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The Greatest Mystery

The Son is the image of the invisible God, the firstborn over all creation. Colossians 1:15

Before I came to faith in Jesus, I’d heard the gospel preached but wrestled with His identity. How could He offer forgiveness for my sins when the Bible says only God can forgive sins? I discovered I wasn’t alone in my struggles after reading J. I. Packer’s Knowing God. Packer suggests that for many unbelievers the “really staggering Christian claim is that Jesus of Nazareth was God made man . . . as truly and fully divine as He was human.” Yet this is the truth that makes salvation possible.

When the apostle Paul refers to Christ as “the image of the invisible God,” he’s saying Jesus is completely and perfectly God—Creator and Sustainer of all things in heaven and earth‒but also fully human (Colossians 1:15–17). Because of this truth, we can be confident that through Christ’s death and resurrection, He’s not only carried the consequences for our sins but has also redeemed human nature, so that we—and all of creation—can be reconciled to God (vv. 20–22).

In an amazing, initiating act of love, God the Father reveals Himself in and through Scripture by the power of God the Holy Spirit and through the life of God the Son. Those who believe in Jesus are saved because He is Emmanuel—God with us. Hallelujah!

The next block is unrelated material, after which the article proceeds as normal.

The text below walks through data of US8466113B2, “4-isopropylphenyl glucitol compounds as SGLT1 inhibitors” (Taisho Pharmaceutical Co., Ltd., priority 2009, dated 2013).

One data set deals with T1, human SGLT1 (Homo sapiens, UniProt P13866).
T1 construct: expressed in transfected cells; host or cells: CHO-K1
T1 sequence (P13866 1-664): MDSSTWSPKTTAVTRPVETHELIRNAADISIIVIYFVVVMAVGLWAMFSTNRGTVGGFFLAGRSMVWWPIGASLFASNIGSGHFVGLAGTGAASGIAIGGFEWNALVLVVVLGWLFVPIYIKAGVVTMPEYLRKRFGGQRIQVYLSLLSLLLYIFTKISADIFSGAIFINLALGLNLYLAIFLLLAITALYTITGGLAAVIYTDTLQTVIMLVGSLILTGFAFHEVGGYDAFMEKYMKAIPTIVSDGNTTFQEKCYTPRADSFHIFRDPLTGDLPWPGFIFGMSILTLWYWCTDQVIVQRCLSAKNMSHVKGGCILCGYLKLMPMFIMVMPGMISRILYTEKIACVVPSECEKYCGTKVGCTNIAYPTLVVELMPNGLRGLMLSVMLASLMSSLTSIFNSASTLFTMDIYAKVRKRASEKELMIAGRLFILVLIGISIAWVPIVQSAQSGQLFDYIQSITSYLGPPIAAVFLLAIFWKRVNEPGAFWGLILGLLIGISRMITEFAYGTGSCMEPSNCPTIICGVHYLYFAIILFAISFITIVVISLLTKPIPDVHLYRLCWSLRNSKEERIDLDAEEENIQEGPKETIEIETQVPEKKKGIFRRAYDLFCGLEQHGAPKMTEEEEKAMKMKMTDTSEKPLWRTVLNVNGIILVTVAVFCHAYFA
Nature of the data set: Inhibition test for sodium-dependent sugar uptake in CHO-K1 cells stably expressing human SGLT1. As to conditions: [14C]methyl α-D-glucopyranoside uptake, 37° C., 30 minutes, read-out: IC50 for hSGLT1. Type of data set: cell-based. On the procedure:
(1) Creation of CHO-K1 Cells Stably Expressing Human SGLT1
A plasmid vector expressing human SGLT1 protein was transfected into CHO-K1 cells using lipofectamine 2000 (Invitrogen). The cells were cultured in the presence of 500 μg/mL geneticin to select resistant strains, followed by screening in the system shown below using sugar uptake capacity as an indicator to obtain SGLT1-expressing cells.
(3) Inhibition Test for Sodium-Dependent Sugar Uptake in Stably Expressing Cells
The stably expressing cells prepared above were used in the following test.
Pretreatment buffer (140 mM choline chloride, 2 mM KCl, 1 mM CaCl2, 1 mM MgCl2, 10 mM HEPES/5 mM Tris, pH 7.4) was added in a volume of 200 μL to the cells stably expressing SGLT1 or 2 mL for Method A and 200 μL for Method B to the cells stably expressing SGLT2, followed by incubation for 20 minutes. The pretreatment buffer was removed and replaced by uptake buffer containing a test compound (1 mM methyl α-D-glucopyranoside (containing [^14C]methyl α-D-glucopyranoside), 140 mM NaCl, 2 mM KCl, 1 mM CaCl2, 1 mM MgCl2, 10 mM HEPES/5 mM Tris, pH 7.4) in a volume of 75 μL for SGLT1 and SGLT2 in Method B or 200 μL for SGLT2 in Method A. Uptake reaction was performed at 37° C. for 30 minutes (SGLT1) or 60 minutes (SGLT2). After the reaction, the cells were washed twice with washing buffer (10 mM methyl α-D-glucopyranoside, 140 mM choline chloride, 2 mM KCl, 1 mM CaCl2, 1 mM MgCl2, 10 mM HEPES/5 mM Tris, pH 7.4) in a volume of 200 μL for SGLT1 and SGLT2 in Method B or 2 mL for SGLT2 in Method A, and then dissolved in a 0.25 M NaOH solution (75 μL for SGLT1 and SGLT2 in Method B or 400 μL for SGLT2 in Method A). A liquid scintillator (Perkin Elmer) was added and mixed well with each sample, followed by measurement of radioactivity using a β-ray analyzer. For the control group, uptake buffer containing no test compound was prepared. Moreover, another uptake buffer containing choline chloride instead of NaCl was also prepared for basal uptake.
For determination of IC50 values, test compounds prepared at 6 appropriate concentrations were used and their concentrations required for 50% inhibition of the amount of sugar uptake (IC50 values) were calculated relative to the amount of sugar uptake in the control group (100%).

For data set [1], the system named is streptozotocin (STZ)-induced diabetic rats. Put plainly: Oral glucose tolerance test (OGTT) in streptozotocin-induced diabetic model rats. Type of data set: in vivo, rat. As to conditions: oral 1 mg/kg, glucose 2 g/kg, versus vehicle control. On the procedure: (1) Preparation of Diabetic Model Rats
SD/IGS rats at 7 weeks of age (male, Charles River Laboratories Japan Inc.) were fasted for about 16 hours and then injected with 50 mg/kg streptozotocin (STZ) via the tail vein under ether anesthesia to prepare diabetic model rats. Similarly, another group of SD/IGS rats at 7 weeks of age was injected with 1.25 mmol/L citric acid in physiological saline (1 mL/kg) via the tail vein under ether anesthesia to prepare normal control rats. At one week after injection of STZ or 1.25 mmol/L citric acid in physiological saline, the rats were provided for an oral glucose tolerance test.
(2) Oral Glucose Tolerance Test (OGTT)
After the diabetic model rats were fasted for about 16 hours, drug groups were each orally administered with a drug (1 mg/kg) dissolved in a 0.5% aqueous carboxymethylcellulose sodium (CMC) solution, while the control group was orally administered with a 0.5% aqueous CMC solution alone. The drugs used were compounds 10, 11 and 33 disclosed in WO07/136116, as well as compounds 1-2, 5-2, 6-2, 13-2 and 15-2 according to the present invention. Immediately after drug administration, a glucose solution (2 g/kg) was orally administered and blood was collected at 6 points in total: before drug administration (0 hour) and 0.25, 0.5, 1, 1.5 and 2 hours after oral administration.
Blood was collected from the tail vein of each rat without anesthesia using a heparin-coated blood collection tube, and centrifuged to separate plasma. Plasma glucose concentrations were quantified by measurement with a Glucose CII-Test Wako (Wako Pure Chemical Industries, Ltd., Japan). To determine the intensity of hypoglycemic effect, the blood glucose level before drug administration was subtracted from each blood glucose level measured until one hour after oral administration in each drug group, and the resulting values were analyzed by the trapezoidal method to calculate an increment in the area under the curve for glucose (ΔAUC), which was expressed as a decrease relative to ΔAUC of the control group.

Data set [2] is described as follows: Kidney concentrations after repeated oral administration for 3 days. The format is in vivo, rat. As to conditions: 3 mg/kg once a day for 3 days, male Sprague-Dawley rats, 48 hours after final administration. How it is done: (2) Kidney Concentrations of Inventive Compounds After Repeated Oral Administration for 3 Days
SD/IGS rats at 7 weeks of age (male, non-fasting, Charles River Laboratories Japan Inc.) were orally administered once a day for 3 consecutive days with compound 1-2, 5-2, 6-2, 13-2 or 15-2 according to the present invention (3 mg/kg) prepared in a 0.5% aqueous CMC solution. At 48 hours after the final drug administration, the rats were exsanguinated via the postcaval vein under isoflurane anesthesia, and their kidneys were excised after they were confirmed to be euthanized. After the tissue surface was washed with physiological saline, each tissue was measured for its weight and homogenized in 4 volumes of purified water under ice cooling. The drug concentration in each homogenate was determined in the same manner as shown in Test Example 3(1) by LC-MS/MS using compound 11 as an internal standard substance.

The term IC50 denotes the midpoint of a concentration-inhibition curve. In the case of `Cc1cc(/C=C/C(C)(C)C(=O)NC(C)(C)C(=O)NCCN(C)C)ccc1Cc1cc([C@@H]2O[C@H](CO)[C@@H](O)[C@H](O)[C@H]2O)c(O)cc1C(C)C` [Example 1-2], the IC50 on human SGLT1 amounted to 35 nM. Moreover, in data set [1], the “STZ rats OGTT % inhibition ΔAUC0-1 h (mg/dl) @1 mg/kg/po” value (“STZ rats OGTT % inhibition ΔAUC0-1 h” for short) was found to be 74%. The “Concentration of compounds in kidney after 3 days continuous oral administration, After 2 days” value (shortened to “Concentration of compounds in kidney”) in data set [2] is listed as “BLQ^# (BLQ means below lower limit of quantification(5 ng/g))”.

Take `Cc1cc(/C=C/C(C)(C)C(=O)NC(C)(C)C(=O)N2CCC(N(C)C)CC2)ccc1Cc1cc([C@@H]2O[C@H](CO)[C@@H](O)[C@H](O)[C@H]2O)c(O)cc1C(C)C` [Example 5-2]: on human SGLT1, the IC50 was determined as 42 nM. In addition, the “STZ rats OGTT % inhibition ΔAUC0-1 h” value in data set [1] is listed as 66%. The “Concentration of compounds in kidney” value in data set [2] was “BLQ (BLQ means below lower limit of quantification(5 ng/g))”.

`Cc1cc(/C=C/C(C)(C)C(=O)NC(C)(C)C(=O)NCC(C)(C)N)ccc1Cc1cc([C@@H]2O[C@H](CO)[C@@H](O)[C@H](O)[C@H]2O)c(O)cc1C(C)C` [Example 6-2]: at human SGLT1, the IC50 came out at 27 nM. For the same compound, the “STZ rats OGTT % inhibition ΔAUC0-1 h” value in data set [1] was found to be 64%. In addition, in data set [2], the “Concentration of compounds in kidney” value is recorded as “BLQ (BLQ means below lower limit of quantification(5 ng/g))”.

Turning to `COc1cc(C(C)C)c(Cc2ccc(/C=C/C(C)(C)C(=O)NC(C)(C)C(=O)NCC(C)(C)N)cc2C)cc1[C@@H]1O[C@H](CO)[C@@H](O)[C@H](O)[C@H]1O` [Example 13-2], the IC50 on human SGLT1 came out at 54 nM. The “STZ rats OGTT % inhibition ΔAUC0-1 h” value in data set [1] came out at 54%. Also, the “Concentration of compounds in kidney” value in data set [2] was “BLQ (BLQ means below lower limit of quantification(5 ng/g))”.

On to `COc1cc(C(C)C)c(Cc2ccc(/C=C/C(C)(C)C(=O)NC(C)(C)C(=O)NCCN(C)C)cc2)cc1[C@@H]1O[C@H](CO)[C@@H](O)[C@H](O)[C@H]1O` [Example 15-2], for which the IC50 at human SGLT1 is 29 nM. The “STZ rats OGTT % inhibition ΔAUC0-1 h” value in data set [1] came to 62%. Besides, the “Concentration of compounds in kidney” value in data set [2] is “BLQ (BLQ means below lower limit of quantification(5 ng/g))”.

When have you wrestled with your understanding of Jesus? What was the result?
Loving God, thank You for revealing Yourself and reconciling us through Jesus.


Paul wrote Colossians to refute false teachings. He doesn’t specifically state what these heresies were other than they pertained to who Christ is. Paul sets forth the deity of Jesus (1:15–16), His superiority and authority (vv. 17–23), and His sufficiency for salvation and spiritual growth (2:6–15). Probably no passage in the New Testament contains more concentrated doctrine about Christ than Colossians 1:15–23. Paul affirmed four things about His identity and authority: He’s God (v. 15); He’s the Creator and Sustainer of all creation (vv. 16–17); He’s the Head of the church, His new creation (v. 18); and He’s our Redeemer and Savior (vv. 19–23)

K. T. Sim

By |2020-01-24T12:06:32-05:00January 25th, 2020|
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